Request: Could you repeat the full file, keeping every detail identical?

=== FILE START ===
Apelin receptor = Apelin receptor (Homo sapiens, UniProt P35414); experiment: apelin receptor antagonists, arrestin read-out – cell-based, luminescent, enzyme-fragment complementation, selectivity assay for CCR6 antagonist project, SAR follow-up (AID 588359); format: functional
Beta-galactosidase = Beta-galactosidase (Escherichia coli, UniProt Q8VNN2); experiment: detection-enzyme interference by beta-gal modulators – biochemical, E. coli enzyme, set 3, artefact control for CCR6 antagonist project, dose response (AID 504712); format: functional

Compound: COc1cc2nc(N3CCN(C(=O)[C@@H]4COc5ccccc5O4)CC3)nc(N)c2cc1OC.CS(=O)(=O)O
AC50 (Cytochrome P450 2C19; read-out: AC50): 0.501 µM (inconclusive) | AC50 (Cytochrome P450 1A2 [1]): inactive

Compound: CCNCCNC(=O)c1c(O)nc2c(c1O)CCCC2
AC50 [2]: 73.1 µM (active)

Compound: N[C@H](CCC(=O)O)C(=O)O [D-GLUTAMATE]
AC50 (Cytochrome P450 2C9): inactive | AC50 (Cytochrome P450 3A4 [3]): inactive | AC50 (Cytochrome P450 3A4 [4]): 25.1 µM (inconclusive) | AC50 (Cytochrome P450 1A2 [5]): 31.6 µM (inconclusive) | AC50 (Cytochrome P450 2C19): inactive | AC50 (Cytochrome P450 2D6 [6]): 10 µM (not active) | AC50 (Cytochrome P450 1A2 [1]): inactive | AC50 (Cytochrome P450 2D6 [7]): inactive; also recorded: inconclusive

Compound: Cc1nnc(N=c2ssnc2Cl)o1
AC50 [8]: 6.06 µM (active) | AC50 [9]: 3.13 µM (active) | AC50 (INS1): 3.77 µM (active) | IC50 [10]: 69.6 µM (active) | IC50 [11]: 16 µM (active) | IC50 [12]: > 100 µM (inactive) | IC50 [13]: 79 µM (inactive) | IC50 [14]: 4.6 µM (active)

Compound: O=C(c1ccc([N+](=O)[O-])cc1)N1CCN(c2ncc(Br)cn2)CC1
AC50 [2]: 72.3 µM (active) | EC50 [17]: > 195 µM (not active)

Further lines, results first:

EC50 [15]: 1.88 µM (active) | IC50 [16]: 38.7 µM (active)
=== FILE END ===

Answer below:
Apelin receptor = Apelin receptor (Homo sapiens, UniProt P35414); experiment: apelin receptor antagonists, arrestin read-out – cell-based, luminescent, enzyme-fragment complementation, selectivity assay for CCR6 antagonist project, SAR follow-up (AID 588359); format: functional
Beta-galactosidase = Beta-galactosidase (Escherichia coli, UniProt Q8VNN2); experiment: detection-enzyme interference by beta-gal modulators – biochemical, E. coli enzyme, set 3, artefact control for CCR6 antagonist project, dose response (AID 504712); format: functional

Compound: COc1cc2nc(N3CCN(C(=O)[C@@H]4COc5ccccc5O4)CC3)nc(N)c2cc1OC.CS(=O)(=O)O
AC50 (Cytochrome P450 2C19; read-out: AC50): 0.501 µM (inconclusive) | AC50 (Cytochrome P450 1A2 [1]): inactive

Compound: CCNCCNC(=O)c1c(O)nc2c(c1O)CCCC2
AC50 [2]: 73.1 µM (active)

Compound: N[C@H](CCC(=O)O)C(=O)O [D-GLUTAMATE]
AC50 (Cytochrome P450 2C9): inactive | AC50 (Cytochrome P450 3A4 [3]): inactive | AC50 (Cytochrome P450 3A4 [4]): 25.1 µM (inconclusive) | AC50 (Cytochrome P450 1A2 [5]): 31.6 µM (inconclusive) | AC50 (Cytochrome P450 2C19): inactive | AC50 (Cytochrome P450 2D6 [6]): 10 µM (not active) | AC50 (Cytochrome P450 1A2 [1]): inactive | AC50 (Cytochrome P450 2D6 [7]): inactive; also recorded: inconclusive

Compound: Cc1nnc(N=c2ssnc2Cl)o1
AC50 [8]: 6.06 µM (active) | AC50 [9]: 3.13 µM (active) | AC50 (INS1): 3.77 µM (active) | IC50 [10]: 69.6 µM (active) | IC50 [11]: 16 µM (active) | IC50 [12]: > 100 µM (inactive) | IC50 [13]: 79 µM (inactive) | IC50 [14]: 4.6 µM (active)

Compound: O=C(c1ccc([N+](=O)[O-])cc1)N1CCN(c2ncc(Br)cn2)CC1
AC50 [2]: 72.3 µM (active) | EC50 [17]: > 195 µM (not active)

Further lines, results first:

EC50 [15]: 1.88 µM (active) | IC50 [16]: 38.7 µM (active)